Minnesota counties are refusing to reimburse the state for nearly $9 million in overpayments of federal funds because they say the state — not the counties — made the mistake.
County budgets are already set for the year, and some officials say they don’t have extra money available to pay the state Department of Human Services back.
The spending was related to substance abuse treatment. The bills range from $46 on the low end for Dodge County to nearly $2.2 million for the state’s most populous county, Hennepin.
According to the staff estimates, Rice County could be on the hook for nearly $125,000. Rice County Board of Commissioners Chair Galen Malecha says that staff are watching the issue closely, but haven’t yet decided how to proceed.
With county budgets locked in for this year, repayments would need to start next year. Malecha and County Administrator Sara Folsted said that DHS is in negotiation with the Association of Minnesota Counties to create a repayment plan for counties that owe DHS more than they can repay in one year.
St. Louis County in northeastern Minnesota was hit particularly hard by the overpayment issue because it has a large population in need of substance abuse treatments. The county is on the hook for nearly $700,000.
“It’s a chunk of change,” said St. Louis County Board Commissioner Patrick Boyle. “It’d be three or four plow trucks, with us getting 22 inches of snow this last week and essentially shutting our county down. It’s significant. It’s seven or eight social workers we could have out in the field.”
The repayments will soon start showing up on the county’s monthly bills to DHS, as the agency faces an end-of-year deadline to pay the federal government back. St. Louis County sent a letter to DHS this week saying they “will not be considering repayment of these costs at this time,” and Boyle is encouraging all of Minnesota’s 86 other counties to do the same.
The improper payments were made to counties for substance abuse disorder treatments at facilities that were previously known as “institutes of mental disease.” The problem is they weren’t eligible for federal funds, and in May the Centers for Medicare and Medicaid Services told DHS to immediately stop the payments. The total overpayments hit $61 million, and DHS says the counties are responsible for paying back $8.8 million of that.
It’s part of a series of payment mistakes discovered by the agency this year totaling more than $100 million. Some of the payment problems date back decades.
“It’s hard to pass a bill on to someone who has no fault in the problem and no way to control it,” said Jennifer DeCubellis, deputy county administrator for Hennepin County. “I have a responsibility to the county board that I have a budget that works. If I’m expected to pay this back, that means I’m going to have to cut services to Hennepin County residents.”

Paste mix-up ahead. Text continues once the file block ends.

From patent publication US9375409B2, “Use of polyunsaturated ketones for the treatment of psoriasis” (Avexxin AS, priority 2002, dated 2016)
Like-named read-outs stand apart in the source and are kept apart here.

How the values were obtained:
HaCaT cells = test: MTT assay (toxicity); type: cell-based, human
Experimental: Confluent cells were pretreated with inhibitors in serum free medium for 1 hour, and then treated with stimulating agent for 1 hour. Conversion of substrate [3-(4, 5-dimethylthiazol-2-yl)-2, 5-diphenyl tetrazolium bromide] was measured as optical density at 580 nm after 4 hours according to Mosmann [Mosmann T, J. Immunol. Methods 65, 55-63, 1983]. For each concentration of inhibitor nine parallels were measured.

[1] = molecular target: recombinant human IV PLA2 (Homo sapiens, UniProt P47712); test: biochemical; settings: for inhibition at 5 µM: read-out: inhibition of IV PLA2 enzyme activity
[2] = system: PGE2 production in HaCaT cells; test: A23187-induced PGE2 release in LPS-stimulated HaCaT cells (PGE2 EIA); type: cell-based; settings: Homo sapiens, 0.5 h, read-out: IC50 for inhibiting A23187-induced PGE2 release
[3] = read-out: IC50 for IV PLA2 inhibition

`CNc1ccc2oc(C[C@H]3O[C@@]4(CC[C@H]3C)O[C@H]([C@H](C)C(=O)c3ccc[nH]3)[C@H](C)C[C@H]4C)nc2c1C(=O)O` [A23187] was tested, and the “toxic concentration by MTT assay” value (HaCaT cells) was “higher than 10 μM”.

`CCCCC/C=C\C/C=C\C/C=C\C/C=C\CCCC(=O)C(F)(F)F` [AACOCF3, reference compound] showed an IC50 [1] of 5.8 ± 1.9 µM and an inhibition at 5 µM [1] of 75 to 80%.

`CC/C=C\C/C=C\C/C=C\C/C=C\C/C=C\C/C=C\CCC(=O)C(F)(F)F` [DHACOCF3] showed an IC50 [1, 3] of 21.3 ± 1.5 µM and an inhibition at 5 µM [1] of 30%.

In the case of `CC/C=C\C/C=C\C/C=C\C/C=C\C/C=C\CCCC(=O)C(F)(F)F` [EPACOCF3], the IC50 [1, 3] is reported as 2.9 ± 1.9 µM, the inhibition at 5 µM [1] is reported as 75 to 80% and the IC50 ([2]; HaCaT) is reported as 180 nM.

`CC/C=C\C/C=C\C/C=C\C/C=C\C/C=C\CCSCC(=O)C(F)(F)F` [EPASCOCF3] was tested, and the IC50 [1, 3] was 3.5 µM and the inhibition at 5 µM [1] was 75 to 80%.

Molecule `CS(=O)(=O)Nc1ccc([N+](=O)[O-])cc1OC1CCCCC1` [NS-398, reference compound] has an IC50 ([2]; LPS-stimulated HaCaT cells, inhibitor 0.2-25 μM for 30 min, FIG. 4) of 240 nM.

She said the county has already proposed $20 million in cuts to make its 2020 budget work. The county will pay continue to pay its regular monthly bills to DHS for services, but she said they won’t send funds for the overpayment issues if they’re billed.
Minnesota law requires the department to claw back federal money when an overpayment occurs. DHS sent a response to counties this week asking them to provide written notice if they can’t reimburse the state by the end of the year and “offer a timeline for when invoices will be paid.”
DHS officials say they’re working to repair relationships with the counties, but they also have to follow the law.
“We are under obligations from our federal funders to reconcile those claims by the end of the year,” said Interim Assistant DHS Commissioner Stacy Twite. “Counties usually see invoices for these services as they would on a routine basis every month.”
In a separate issue, the state overpaid two tribes, the White Earth Nation and the Leech Lake Band of Ojibwe, $29 million for substance abuse and opioid addiction treatments. The state wants that money paid back too.
“I just talked to my folks at Sherburne County and what their share is, they don’t have the money. They could turn their pockets inside out, but they don’t have their share of $8.8 million,” said Nick Zerwas, a departing Republican House member who represents several counties in central Minnesota.
“At the end of the day, at the bottom line, when someone has to cut a check to pay that back, the tribes don’t have that money, the counties don’t have that money, the state is going to be left holding the bag at the end of the day.”
Some county officials say lawmakers should use the state’s projected $1.3 billion budget surplus to cover the overpayment costs for counties and tribes, as well as set up a better system going forward so mistakes made by the state aren’t a burden on counties. They don’t expect this to be the last payment issue they face with the state.
That includes changing the law that requires DHS to seek repayment in these situations.
“We expect there will be more of these things found as DHS is working to get their books in order,” said Julie Ring, executive director of the Association of Minnesota Counties.
“We’d like the Legislature to think of a structure, not just a one-time relief for this thing or that thing, but a structure by which these things can be covered.”